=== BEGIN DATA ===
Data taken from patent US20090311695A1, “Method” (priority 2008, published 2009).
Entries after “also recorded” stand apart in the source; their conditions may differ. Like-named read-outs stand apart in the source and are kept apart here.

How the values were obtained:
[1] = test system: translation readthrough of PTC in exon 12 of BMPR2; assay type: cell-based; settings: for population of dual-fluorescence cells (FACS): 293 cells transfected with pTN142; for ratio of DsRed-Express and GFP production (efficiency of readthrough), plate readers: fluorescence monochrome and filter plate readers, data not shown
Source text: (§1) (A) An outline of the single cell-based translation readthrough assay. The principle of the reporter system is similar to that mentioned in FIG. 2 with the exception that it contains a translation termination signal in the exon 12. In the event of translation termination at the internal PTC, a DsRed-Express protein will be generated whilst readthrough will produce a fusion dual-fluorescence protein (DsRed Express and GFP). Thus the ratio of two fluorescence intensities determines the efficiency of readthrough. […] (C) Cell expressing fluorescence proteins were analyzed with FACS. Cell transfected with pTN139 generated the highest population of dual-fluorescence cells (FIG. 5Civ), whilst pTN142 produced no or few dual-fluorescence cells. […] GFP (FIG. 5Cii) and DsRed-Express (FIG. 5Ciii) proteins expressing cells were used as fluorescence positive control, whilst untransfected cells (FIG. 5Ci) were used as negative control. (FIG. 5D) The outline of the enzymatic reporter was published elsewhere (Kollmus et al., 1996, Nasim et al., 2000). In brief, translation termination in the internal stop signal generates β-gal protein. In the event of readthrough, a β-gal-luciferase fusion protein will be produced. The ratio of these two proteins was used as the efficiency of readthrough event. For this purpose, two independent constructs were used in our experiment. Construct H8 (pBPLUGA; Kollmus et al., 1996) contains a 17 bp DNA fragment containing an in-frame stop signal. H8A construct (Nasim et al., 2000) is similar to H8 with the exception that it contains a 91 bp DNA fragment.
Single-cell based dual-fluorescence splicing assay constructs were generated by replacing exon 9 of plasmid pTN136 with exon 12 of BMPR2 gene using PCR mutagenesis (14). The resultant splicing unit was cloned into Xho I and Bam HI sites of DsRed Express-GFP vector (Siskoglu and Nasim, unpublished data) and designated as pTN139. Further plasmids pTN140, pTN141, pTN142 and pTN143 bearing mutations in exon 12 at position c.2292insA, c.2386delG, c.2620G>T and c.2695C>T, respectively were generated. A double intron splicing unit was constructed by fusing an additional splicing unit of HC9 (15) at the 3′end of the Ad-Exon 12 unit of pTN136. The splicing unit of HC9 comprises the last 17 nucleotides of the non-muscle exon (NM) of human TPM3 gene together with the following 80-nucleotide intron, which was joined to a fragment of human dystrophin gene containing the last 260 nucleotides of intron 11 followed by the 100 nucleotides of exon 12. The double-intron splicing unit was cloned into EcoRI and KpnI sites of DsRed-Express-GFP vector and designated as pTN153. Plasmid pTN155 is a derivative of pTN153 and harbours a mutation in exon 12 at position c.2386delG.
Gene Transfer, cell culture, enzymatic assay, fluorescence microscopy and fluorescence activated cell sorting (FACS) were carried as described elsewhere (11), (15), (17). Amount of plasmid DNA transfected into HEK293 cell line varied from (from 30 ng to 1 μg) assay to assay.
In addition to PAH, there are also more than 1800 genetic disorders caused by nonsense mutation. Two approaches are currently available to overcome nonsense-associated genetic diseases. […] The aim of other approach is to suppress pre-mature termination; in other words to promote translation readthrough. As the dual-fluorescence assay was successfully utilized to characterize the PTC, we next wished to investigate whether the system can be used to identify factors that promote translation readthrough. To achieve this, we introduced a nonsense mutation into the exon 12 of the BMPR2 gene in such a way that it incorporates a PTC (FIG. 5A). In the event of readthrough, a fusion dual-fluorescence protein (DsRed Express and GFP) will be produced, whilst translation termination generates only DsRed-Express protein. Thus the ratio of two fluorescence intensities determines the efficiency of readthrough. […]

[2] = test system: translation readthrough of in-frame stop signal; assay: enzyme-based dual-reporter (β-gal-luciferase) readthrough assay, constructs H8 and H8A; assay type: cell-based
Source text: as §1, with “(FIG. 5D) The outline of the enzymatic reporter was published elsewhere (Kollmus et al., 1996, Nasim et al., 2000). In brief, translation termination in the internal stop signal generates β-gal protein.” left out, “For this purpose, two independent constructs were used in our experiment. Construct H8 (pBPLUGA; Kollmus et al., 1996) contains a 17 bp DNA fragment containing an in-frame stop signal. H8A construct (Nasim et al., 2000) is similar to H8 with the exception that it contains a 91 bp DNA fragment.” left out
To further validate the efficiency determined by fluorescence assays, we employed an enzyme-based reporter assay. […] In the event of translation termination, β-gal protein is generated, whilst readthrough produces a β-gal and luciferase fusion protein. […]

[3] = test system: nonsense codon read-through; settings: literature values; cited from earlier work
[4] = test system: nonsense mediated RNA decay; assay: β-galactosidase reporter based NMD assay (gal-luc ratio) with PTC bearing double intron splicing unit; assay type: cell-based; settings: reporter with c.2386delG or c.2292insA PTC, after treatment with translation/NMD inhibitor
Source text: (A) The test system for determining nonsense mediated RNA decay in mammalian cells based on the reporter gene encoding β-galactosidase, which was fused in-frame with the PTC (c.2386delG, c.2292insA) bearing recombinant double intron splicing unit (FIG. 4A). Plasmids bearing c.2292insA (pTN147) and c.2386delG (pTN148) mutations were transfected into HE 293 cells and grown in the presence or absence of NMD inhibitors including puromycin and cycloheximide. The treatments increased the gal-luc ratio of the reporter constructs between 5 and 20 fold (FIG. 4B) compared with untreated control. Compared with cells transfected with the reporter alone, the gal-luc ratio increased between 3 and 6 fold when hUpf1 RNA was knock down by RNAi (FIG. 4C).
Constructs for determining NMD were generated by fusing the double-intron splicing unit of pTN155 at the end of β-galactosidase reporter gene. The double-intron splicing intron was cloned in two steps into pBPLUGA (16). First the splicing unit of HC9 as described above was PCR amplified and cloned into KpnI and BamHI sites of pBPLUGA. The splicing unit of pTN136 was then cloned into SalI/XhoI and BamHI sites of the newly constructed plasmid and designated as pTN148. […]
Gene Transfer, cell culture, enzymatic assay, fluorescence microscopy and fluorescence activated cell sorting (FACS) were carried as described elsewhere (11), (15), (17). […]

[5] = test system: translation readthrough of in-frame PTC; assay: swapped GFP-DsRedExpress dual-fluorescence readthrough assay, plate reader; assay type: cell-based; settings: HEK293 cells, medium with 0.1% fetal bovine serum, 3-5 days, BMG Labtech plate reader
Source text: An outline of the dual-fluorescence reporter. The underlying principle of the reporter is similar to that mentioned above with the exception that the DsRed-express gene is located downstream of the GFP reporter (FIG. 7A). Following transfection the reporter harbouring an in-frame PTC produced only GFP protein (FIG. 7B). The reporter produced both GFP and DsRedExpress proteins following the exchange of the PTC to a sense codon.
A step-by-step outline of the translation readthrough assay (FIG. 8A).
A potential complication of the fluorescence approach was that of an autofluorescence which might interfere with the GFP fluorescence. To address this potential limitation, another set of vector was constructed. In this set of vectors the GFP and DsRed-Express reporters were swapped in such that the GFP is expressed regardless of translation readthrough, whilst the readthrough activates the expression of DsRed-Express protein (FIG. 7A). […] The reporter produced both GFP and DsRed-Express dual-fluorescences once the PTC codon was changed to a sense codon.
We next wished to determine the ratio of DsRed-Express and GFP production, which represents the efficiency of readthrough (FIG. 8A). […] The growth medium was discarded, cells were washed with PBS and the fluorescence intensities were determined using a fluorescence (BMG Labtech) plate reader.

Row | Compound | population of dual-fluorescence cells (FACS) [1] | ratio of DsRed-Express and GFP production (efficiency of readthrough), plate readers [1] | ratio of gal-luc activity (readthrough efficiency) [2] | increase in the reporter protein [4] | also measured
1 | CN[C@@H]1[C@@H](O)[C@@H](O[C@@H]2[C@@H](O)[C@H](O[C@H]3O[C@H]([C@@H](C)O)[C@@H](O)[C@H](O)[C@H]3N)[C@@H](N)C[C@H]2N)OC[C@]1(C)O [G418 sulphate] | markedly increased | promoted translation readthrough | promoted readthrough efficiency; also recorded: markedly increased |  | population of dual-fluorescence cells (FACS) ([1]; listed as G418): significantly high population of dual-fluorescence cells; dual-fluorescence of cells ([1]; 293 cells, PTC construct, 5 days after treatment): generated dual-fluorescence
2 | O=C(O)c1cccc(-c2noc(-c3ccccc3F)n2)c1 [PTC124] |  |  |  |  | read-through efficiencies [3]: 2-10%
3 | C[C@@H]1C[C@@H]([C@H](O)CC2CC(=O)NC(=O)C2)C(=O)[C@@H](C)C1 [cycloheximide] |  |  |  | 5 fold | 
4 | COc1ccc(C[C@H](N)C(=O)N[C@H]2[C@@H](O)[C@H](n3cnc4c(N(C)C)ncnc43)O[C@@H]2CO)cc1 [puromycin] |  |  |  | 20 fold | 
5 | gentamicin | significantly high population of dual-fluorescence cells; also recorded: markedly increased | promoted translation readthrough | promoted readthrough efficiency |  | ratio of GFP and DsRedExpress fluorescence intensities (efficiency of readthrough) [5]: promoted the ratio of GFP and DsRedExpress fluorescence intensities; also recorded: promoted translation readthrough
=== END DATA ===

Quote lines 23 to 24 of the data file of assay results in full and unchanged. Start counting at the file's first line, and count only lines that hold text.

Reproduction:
1 | CN[C@@H]1[C@@H](O)[C@@H](O[C@@H]2[C@@H](O)[C@H](O[C@H]3O[C@H]([C@@H](C)O)[C@@H](O)[C@H](O)[C@H]3N)[C@@H](N)C[C@H]2N)OC[C@]1(C)O [G418 sulphate] | markedly increased | promoted translation readthrough | promoted readthrough efficiency; also recorded: markedly increased |  | population of dual-fluorescence cells (FACS) ([1]; listed as G418): significantly high population of dual-fluorescence cells; dual-fluorescence of cells ([1]; 293 cells, PTC construct, 5 days after treatment): generated dual-fluorescence
2 | O=C(O)c1cccc(-c2noc(-c3ccccc3F)n2)c1 [PTC124] |  |  |  |  | read-through efficiencies [3]: 2-10%